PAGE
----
Save the Children says 700,000 children under five are among the 2.3 million children affected by crisis.
At least 2.3 million children and youth are going hungry in northeastern Nigeria where escalating violence has forced farmers to flee their fields and put the region on the brink of critical food shortages, humanitarian groups have warned.
Nigerian security forces in the region have waged a more than decade-long war against Boko Haram and its now more powerful offshoot, the Islamic State West Africa Province (ISWAP).
Attacks by armed groups have intensified in recent months, with dozens of soldiers and civilians killed, including farmers.
The long-running conflict has killed hundreds of thousands of people and displaced millions, but it is now joined by food inflation across Nigeria that has meant millions nationwide can no longer reliably feed themselves or their families.
International humanitarian group Save the Children estimated on Friday that 700,000 children under five are among the 2.3 million children affected, and called on the government to protect farmers and dedicate more resources.
“Millions of children have already been through a decade of suffering, violence and humanitarian crisis. Thousands and thousands have died, and many more saw their rights impacted to survive, learn and be protected,” said Shannon Ward, Save the Children’s acting country director for Nigeria, warning that the situation was dire.
According to United Nations estimates, some 10.5 million children are out of school in Nigeria.
“The reported loss of livelihoods, land and crop coupled with the effects of COVID-19 is beyond something the community can bear,” Ward added.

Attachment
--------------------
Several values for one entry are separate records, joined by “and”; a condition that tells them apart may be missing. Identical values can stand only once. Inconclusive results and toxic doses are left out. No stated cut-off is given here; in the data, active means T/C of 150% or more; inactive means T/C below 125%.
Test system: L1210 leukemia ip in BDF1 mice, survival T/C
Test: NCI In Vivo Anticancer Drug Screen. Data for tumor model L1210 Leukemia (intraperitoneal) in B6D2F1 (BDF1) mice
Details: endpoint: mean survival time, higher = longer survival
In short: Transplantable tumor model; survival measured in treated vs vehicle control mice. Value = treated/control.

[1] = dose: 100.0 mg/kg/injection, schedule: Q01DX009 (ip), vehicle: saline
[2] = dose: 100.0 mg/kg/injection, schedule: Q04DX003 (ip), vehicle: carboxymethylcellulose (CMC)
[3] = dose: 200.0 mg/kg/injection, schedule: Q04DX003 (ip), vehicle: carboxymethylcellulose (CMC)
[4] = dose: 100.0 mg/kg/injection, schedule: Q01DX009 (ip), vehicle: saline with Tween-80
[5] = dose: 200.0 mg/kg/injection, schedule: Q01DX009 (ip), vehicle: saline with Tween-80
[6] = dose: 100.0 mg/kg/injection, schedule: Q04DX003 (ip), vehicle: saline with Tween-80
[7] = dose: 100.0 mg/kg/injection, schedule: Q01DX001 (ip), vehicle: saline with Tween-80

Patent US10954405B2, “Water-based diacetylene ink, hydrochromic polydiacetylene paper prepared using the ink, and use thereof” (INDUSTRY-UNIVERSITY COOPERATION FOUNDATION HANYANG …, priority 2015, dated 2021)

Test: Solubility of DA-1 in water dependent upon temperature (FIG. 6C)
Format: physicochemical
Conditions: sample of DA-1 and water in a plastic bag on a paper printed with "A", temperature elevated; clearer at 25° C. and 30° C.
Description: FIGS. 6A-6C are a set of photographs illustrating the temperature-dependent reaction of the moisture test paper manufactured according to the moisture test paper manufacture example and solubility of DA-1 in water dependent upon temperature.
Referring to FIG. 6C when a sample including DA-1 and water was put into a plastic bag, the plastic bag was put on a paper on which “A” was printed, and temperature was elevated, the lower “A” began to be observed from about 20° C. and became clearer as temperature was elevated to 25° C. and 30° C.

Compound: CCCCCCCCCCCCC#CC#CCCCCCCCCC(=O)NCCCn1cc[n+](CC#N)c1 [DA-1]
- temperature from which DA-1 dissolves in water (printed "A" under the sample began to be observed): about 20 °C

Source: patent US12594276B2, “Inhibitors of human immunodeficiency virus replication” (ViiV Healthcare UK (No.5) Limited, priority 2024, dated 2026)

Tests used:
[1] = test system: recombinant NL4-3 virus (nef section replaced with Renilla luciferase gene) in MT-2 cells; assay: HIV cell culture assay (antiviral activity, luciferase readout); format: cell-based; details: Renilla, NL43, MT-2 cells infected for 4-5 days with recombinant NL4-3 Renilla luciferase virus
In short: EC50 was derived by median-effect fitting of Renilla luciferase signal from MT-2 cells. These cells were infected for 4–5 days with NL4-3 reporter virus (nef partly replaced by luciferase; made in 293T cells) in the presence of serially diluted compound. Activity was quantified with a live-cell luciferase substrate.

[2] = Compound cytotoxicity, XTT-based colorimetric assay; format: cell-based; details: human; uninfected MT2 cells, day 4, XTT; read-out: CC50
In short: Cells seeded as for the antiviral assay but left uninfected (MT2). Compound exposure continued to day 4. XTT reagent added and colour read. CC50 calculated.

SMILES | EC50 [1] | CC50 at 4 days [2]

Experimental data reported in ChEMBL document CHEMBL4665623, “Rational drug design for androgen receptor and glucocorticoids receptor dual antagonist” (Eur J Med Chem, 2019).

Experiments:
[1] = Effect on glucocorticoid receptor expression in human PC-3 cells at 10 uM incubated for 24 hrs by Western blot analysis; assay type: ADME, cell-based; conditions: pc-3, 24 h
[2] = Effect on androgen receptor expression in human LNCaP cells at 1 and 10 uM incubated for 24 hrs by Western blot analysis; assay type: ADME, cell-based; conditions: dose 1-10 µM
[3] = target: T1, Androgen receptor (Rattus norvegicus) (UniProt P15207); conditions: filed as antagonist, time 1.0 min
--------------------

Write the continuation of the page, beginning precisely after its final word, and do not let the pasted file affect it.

“We are extremely worried that this will lead to an even bigger food crisis in the northeast of the country,” she added.
UN agency statement
Meanwhile, the United Nations Office for the Coordination of Humanitarian Affairs said the combination of climate change, insecurity and the coronavirus pandemic had put the region on the brink of “catastrophic” food insecurity.
Edward Kallon, the UN humanitarian coordinator for Nigeria, said about 4.4 million people were at risk of critical food shortages and that the “growing threat of catastrophic food insecurity” was at its worst in five years.
Kallon said that without humanitarian assistance in Borno, Adamawa and Yobe states, millions would struggle to feed themselves.
“Parents are taking their children out of school to beg in order to survive,” Kallon said, adding: “Women have shared that they resort to eating grass.”
The crisis in Nigeria comes at a time when the world is facing its biggest hunger crisis of the 21st century, with an estimated 5.7 million children under five on the brink of starvation across the globe.
A further 13 million children under 18 are facing extreme food shortages, according to Save the Children.